In Brief

Report on the Virtual Reference Desk Conference October 2000, Seattle, Washington

Contributed by
Roxanne Missingham
Director, Reader Services
National Library of Australia


The second Virtual Reference Desk (VRD) conference attracted many more delegates than last year, and more than anticipated by the organisers. Last year around 250 attended, this year over 500 attended. It provided a very valuable opportunity for librarians, "ask-a" services and IT developers to exchange ideas and discuss key issues in the delivery of online information services. Four major areas were discussed -- nature of services, information infrastructure required to operate a services, software and service quality/standards. Many issues were very controversial -- the most argued being service quality. The two ends of this spectrum were represented by Ask Jeeves, which was widely criticised for answering questions from an automated "knowledge base" and the individual human answers to AskERIC. Pennie Finney, from Ask Jeeves, reminded the conference that any service that answers 4.5 million questions per day, as Ask Jeeves does, cannot provide this service based on full human answering systems.

What is virtual reference? At the conference, presenters and delegates reported on three different types of virtual reference services, and it was often difficult to determine which sort of virtual reference service was being discussed.

The types of services are:

  • E-mail reference services. E-mail services are the longest established, and with the National Library of Australia’s service celebrating its 6th birthday next year, it is one of the longest provided service. Based very much on moving traditional written enquiries to a new environment, these services provide answers to the organisation's designated client group using traditional reference library skills. Key developments in this area in public libraries and the "ask-a" services included the move to a more call centre type approach along with a very quick turn around on questions (aiming for 5 minutes), short responses and referral to electronic resources. This is the basis for most collaborative projects such as the Library of Congress initiative Collaborative Digital Reference Service (CDRS).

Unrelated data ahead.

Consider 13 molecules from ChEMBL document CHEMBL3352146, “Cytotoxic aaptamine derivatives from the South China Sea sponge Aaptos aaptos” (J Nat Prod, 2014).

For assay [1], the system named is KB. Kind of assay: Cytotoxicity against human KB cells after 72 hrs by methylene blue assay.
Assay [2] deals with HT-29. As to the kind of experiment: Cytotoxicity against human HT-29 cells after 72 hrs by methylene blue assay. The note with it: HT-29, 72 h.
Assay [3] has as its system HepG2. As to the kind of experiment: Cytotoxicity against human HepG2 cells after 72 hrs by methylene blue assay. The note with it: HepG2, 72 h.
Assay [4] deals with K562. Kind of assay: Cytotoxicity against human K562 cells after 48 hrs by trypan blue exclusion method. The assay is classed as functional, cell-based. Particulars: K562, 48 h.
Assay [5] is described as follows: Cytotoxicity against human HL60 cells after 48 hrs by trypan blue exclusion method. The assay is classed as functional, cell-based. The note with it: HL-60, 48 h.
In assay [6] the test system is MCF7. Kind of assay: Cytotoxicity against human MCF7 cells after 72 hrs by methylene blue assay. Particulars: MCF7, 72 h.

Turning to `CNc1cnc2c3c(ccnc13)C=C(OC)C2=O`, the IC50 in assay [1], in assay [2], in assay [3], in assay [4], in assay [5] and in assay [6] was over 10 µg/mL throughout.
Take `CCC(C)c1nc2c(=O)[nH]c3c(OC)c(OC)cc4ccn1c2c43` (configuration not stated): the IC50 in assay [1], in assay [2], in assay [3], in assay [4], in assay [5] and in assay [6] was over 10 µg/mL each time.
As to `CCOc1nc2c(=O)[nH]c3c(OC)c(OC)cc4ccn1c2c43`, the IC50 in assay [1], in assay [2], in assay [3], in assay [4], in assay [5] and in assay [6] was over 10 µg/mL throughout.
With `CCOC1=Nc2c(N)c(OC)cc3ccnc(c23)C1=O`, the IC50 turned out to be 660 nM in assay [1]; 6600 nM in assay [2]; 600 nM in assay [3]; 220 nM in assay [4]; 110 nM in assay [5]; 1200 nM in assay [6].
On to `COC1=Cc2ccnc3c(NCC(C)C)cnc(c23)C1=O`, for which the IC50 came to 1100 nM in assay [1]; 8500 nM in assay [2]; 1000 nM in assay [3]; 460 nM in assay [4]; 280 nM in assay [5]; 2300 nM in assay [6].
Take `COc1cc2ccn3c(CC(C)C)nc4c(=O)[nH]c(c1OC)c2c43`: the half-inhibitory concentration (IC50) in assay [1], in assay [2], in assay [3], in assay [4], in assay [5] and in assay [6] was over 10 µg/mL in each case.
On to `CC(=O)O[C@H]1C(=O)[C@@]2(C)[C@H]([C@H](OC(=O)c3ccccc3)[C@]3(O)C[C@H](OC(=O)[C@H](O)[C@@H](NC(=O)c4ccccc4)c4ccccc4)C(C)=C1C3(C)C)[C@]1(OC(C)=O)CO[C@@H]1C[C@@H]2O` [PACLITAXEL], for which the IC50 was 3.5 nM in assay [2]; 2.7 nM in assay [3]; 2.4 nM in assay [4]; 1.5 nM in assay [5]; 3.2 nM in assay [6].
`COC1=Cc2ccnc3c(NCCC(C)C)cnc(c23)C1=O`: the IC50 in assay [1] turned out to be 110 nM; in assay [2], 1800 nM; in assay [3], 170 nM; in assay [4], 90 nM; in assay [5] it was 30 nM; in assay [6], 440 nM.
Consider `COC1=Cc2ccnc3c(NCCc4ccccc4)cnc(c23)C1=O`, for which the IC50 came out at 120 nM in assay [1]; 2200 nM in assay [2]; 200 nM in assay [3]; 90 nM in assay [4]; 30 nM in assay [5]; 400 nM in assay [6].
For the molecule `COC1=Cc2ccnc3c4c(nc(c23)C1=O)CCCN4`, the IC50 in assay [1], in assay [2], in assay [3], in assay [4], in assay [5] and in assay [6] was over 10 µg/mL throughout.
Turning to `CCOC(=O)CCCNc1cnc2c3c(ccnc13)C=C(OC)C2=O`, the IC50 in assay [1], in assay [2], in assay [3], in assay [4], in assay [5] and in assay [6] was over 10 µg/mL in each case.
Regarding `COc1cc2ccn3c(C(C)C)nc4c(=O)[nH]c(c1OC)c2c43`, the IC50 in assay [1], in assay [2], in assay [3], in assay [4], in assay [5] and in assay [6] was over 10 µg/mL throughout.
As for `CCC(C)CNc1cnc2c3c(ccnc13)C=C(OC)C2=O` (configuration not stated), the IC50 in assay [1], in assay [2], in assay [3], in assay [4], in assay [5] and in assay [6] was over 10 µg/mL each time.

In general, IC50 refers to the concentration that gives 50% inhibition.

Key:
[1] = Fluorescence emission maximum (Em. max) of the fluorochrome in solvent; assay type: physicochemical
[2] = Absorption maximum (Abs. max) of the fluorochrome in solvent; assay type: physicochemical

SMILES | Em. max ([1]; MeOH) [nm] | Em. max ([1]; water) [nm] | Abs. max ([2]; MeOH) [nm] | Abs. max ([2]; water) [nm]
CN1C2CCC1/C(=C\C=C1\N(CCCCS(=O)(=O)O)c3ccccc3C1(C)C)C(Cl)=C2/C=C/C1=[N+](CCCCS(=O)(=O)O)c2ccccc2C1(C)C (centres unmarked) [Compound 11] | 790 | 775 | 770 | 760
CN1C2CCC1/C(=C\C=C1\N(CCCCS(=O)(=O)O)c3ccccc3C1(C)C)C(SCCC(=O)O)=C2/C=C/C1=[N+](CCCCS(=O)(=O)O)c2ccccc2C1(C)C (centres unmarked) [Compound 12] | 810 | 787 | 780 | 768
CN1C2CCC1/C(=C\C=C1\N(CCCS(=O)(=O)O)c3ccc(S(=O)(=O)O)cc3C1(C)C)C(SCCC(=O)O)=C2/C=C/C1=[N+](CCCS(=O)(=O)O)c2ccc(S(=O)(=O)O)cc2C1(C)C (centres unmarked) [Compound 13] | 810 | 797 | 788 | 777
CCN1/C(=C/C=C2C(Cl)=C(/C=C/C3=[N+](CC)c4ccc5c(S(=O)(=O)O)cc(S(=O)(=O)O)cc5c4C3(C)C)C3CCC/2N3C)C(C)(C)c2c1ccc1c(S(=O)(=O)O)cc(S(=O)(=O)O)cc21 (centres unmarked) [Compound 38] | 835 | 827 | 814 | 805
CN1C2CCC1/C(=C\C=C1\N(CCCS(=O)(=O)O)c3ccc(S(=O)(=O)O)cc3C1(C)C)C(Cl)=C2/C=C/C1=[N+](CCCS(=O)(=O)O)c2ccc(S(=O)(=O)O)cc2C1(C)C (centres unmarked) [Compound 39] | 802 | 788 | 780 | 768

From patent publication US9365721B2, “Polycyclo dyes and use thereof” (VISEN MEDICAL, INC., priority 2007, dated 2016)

• Online/chat to the librarian reference requests. Online/chat is still new and is generally still in an experimental stage. Chat room technology and telnet have not worked well thus far, both because of technical limitations and because of the difficulty of managing easy access to a bank of specialist, reference librarians. Some of the online/chat projects have found that the service has generated only low usage by clients; often trials that lasted a month resulted in only a handful of questions being asked via online/chat. Research from Temple University suggests online/chat only works well for short questions and as an initial access point. Software is very slowly improving, with that of the LSSI (Library Sysntems & Services the only bright light on the horizon. This software is being implemented in San Francisco Bay libraries, which service a huge population, but the service is not yet provided on a 24 hour basis. The software enables routing of questions online in real time by subject strength. Issues of user demand, service models, business models and service quality are at a very early stage of understanding.